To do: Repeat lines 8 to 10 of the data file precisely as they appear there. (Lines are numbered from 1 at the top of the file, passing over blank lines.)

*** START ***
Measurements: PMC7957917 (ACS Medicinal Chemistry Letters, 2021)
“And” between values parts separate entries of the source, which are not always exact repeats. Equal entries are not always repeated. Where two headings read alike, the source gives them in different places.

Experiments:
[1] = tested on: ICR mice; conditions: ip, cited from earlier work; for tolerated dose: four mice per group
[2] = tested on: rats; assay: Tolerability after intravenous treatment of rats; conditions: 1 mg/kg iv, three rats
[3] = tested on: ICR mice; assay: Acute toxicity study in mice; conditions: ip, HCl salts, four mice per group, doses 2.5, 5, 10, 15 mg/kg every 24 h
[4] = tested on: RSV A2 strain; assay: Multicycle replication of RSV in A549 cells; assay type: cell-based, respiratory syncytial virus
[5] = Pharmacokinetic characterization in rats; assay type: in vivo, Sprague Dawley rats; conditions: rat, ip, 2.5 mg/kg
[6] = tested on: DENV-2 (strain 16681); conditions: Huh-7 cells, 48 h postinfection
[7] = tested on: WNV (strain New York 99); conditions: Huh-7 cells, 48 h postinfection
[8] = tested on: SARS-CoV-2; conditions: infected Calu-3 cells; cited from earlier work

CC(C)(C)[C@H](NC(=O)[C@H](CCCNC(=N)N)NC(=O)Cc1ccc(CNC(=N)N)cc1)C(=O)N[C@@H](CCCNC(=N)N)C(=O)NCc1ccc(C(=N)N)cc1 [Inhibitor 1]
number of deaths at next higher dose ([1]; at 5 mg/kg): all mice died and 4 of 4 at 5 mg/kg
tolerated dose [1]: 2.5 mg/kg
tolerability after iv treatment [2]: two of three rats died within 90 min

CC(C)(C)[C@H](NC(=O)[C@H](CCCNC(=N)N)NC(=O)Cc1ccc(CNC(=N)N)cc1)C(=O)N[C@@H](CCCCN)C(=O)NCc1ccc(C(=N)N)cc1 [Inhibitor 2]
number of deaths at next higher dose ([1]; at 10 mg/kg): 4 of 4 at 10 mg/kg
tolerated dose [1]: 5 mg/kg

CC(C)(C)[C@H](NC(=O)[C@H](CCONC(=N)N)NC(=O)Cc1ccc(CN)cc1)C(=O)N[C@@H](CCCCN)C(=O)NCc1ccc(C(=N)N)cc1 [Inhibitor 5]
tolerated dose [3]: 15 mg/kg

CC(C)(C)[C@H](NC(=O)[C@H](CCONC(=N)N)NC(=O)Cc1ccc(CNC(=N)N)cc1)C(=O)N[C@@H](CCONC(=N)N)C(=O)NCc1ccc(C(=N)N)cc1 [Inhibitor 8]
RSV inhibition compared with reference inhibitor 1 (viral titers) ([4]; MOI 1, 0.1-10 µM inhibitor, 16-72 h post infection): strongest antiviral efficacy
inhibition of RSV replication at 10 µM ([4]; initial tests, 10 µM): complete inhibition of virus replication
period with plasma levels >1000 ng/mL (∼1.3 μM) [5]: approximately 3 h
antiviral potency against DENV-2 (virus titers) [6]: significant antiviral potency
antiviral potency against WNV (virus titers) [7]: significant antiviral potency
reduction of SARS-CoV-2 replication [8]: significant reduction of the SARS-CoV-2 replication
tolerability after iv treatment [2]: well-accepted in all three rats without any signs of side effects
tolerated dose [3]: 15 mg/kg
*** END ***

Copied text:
[5] = Pharmacokinetic characterization in rats; assay type: in vivo, Sprague Dawley rats; conditions: rat, ip, 2.5 mg/kg
[6] = tested on: DENV-2 (strain 16681); conditions: Huh-7 cells, 48 h postinfection
[7] = tested on: WNV (strain New York 99); conditions: Huh-7 cells, 48 h postinfection